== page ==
Walking on the edge between art and technology can produce interesting results, especially when the work subverts everyday objects to new purposes. A new work by Julian Oliver and Danja Vasiliev does just that, as their “Vending Private Network” takes a vending machine of the style you’d more normally see in a public restroom, and then twists it.
“Vending Private Network takes the form of a condom vending machine, such as those typically seen in public toilets, nightclubs and bars. Equipped with mechanical buttons, a coin-slot and USB ports, it offers 4 VPN routes, each with an animated graphic depicting the route as a fantasy destination.”
The work provides publicly funded infrastructure for private communications. A user can insert a USB stick along with a €1 coin into the machine. After they do so they can then select one of four destinations and a unique VPB configuration file will be written to the stick along with instructions for its use. Current routings for the VPN are via machines in Taiwan, Mexico, South Africa, and Iceland. All of these machines are directly controlled by the Critical Engineering Working Group, and the locations were selected as they are not within the Five Eyes mass-surveillance partnership.
The coins inserted into the machine directly fund the monthly hosting costs of the machines needed to provide the VPN routing, and should one of the routings not have enough money deposited each month the server will be shutdown and the machine will display an “out of service” logo until sufficient money is deposited to restart the server.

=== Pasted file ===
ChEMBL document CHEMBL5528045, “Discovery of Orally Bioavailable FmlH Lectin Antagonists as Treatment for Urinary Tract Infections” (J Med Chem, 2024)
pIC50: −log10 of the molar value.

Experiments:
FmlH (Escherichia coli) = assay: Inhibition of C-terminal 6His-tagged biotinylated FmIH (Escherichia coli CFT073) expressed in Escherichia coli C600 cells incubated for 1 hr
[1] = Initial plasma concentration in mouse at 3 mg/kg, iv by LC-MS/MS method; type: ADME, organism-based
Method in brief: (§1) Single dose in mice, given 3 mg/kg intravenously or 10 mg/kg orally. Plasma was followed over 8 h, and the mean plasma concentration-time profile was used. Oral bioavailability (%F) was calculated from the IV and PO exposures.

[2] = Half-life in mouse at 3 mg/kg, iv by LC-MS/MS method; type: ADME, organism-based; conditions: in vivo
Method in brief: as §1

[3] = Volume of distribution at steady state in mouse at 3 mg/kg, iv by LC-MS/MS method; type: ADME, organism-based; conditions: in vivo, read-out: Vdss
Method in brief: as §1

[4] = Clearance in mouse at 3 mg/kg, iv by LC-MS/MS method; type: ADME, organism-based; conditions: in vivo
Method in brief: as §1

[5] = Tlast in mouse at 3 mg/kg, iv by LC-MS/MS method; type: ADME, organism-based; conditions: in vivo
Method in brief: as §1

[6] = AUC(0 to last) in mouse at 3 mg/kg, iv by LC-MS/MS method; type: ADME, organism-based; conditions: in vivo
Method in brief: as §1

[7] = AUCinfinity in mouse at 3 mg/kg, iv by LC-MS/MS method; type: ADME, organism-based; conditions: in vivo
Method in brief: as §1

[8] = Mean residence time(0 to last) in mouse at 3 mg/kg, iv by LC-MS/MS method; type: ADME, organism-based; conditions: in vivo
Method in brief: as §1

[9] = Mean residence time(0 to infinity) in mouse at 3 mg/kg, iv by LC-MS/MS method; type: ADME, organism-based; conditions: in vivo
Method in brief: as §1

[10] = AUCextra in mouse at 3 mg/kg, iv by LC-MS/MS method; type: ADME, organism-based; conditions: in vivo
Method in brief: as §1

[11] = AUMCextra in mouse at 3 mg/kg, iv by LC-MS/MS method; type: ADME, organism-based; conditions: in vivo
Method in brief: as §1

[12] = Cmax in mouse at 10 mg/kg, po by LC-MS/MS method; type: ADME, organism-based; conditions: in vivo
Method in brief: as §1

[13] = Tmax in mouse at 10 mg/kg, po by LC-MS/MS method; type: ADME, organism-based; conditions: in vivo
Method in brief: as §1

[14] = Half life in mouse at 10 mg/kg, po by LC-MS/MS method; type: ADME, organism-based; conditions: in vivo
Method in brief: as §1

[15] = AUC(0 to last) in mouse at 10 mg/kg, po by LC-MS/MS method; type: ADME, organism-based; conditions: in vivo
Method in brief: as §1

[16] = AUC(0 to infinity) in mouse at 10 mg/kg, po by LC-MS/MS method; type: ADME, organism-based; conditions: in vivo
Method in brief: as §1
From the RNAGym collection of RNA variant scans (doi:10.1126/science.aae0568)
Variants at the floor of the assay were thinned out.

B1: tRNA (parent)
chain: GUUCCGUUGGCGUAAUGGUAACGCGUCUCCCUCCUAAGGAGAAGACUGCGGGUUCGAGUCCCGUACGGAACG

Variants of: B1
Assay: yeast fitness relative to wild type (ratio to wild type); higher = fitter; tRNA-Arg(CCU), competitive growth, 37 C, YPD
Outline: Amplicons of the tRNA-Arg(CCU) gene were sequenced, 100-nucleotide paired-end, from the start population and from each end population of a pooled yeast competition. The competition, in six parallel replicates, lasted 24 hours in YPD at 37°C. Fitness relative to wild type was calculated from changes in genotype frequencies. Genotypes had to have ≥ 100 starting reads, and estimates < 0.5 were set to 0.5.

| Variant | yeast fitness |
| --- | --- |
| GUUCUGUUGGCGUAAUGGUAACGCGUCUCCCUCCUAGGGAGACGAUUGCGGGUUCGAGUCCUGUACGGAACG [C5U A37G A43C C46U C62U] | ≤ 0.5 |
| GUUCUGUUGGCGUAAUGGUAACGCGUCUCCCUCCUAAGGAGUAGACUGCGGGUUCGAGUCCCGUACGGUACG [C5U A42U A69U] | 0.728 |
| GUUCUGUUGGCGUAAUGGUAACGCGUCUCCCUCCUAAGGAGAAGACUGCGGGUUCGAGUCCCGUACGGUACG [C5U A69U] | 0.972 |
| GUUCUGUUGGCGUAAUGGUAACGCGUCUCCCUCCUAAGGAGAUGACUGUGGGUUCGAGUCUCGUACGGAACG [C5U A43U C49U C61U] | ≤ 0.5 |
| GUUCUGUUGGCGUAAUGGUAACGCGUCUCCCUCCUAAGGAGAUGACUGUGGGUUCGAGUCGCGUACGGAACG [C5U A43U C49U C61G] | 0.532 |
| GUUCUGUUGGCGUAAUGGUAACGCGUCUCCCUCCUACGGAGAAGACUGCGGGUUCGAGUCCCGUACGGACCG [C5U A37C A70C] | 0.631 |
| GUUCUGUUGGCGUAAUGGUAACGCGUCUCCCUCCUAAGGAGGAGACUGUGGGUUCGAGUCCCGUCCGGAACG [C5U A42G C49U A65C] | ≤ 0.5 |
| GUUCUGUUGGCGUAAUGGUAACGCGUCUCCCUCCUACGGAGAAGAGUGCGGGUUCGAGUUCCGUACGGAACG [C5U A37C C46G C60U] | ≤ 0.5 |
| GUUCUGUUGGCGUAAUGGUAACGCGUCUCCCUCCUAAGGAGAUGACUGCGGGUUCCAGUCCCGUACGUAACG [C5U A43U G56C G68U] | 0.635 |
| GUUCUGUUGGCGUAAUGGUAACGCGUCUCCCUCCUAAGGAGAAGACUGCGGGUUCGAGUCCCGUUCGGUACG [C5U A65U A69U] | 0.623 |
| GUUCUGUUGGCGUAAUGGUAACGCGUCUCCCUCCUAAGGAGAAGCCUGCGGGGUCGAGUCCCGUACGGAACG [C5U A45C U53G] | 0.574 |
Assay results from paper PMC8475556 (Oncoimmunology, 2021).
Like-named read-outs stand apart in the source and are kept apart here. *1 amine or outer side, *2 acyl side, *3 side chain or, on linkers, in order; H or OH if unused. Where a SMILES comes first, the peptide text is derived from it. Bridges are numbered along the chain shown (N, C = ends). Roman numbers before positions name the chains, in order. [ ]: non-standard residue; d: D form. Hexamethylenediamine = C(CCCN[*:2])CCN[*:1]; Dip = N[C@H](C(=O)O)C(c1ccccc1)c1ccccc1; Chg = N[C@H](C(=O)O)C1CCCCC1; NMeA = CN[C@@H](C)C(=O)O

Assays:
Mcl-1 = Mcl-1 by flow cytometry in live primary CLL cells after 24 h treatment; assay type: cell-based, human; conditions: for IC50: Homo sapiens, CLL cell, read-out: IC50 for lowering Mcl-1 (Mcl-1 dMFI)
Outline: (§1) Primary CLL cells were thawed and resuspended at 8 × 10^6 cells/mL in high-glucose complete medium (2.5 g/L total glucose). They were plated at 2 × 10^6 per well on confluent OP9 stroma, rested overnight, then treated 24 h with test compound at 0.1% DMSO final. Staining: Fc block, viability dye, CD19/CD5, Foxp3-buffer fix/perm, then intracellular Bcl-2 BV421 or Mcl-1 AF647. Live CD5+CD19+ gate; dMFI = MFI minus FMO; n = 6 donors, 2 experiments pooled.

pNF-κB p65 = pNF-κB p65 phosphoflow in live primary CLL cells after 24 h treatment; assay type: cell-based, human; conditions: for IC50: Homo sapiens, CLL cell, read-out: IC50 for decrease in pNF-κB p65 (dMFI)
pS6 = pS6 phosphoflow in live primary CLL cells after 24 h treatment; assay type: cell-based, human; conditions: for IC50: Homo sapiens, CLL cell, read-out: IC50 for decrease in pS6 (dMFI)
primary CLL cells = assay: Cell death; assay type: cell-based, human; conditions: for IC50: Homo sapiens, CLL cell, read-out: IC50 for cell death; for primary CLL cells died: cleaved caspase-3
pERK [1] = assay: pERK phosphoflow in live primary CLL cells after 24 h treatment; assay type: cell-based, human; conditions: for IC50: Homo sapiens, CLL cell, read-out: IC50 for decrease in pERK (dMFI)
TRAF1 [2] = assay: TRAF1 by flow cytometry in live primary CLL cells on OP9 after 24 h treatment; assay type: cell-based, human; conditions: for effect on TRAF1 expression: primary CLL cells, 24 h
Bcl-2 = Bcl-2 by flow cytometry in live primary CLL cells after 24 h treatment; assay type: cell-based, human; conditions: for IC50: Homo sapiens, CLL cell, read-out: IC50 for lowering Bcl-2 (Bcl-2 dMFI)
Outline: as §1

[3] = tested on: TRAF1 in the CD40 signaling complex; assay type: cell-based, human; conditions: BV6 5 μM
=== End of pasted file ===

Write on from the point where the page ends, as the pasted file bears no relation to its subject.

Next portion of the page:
In an interesting twist, each paid for VPN configuration vended will generate another “shadow config” to be shipped to dissidents and activist organisations in Turkey, China, Vietnam, Afghanistan, and Iran.
Interestingly perhaps, despite the obvious differences in intention and the inversion in risk, the work reminds me of the USB Dead Drop project conceived by Berlin-based conceptual artist Aram Bartholl. Perhaps because, like the dead drop, the VPN is protrusion of the online world, into our physical space.
The work is currently touring four galleries. Originally on display at the Furtherfield Gallery in London where it was part of the Transnationalisms exhibition until the end of October, the piece is now being shown at the Stateless group exhibition in the NeMe Arts Centre, in Limassol, where it has been on show all through this month and will remain as part of the exhibit throughout December, before finally being presented in the Aksioma Project Space (Ljubljana) and the Filodrammatica gallery (Rijeka) in early 2019 as a solo exhibition by The Critical Engineering Working Group.